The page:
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Software update won't change window stickers

Ford has announced that it will be applying a software update to its hybrid vehicles with the intention of improving the real world fuel efficiency for owners. The software update will be made available for approximately 77,000 Ford Fusion, C-Max, and Lincoln MKZ hybrid vehicles.

The update will also be made available for all 2014 model year hybrids. Ford has said that the update will "reduce the variability in MPG" many owners see. The update will help optimize active grill shutters to reduce aerodynamic drag, and increase the electric-only top speed from 62 mph to 85 mph among other things.
The software update is a response to owners of Ford hybrid vehicles who have complained they can't achieve the 47 mpg average promised by the EPA.

2013 Ford C-Max Hybrid
Ford hybrid owners over at have reported real world combined ratings of 40 mpg and 41 mpg respectively for the C-Max and Fusion. This is well short of Ford’s claimed 47 mpg combined rating for the two hybrids.

Ford claims that many of the complaints of poor fuel efficiency have come from owners in the Midwest. Some of the issue for these owners is linked to the colder climate and higher speed limits, both factors that can negatively impact hybrid fuel efficiency. The software update will not change window sticker fuel economy ratings according to Ford and the EPA is aware of the new software.

Ford is currently fighting lawsuits over the fuel efficiency claims after some of its hybrid vehicles were unable to achieve the promised fuel efficiency. The C-Max and Fusion hybrids have been criticized for not being able to meet fuel efficiency claims in real world consumer and third-party tests.

Source: Detroit News

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RE: Edit needed
By Brandon Hill on 7/17/2013 9:38:55 AM , Rating: 3
Edit made, thanks.

As for the the speed increase, 62 mph is actually plenty. It's not like it would be able to last long at that speed anyway. The Ford hybrids have relatively small battery packs, so I seriously doubt you could do more than a few miles at 62 mph -- even less at 85 mph.

Those high EV speeds are there just to game the EPA test anyway...

RE: Edit needed
By Colin1497 on 7/17/2013 11:07:14 AM , Rating: 2
Many, many things exist only to game the tests. One of the big reasons European manufacturers have gone to dual clutch gear boxes over torque converter automatics the last few years is that the European cycle includes a lot of time stopped, and the torque converter is a load at idle, so dual clutch gearboxes produce noticeably better window stickers.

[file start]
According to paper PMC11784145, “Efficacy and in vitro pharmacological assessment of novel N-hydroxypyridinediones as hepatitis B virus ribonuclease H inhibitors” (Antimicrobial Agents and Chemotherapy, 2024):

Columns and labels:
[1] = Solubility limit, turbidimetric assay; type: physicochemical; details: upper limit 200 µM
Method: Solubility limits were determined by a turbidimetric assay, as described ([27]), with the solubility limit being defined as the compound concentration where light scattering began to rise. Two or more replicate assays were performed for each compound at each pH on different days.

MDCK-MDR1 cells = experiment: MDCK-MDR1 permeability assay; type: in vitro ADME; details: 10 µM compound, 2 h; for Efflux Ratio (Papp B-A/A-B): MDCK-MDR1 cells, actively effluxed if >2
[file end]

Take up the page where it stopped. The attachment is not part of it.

RE: Edit needed
By Spoelie on 7/18/2013 9:59:39 AM , Rating: 2
Except that start/stop systems come standard on most vehicles these days, mooting the point.

RE: Edit needed
By Mint on 7/17/2013 12:53:54 PM , Rating: 2
Every manufacturer tries to optimize for the test. That doesn't explain why Ford's real world numbers are so much poorer than the EPA results while other manufacturers don't show anywhere near that disparity.

I also don't understand how you can game the test while barely getting 47 MPG in real world steady state tests:
Those are far simpler than the EPA cycle.

The 62 mph motor doesn't really give Ford any advantage in gaming the test either, especially the city cycle.

RE: Edit needed
By Brandon Hill on 7/17/2013 1:06:52 PM , Rating: 2
The EPA highway test only hits a maximum of 60 mph and averages only 48.3 mph over 10.26 miles. Pretty convenient that the "old" top speed was 62 mph in EV mode. That allows Ford to maximize using the battery for the EPA highway test of just ten miles; but after that you're running pretty much on the gas engine. Hence why most people aren't able to hit 47 consistently on the highway.

Even the High Speed test averages just 48.37 mph over 8 miles.

RE: Edit needed
By Mint on 7/17/2013 3:37:05 PM , Rating: 2
Unless Ford is starting the test with a full battery and draining it by the end, which is prohibited by the EPA, I don't see how that should make such a difference.

Cruising at highway speeds is where an engine can be most efficient, and you'd probably lose efficiency by draining a battery into 60 mph electric cruising and charging it later.

Again, the 62 mph motor doesn't explain city mileage either.

RE: Edit needed
By alpha754293 on 7/18/2013 1:09:19 PM , Rating: 3
DISCLAIMER: The views and opinions expressed here are solely that of my own and are not representative of Ford Motor Company or its affiliates.

Well, first off, nowhere in the article does it say/mention anything about the city mileage, so I'm not sure what's with the fascination or the hang-up over the whole "city mileage" thing.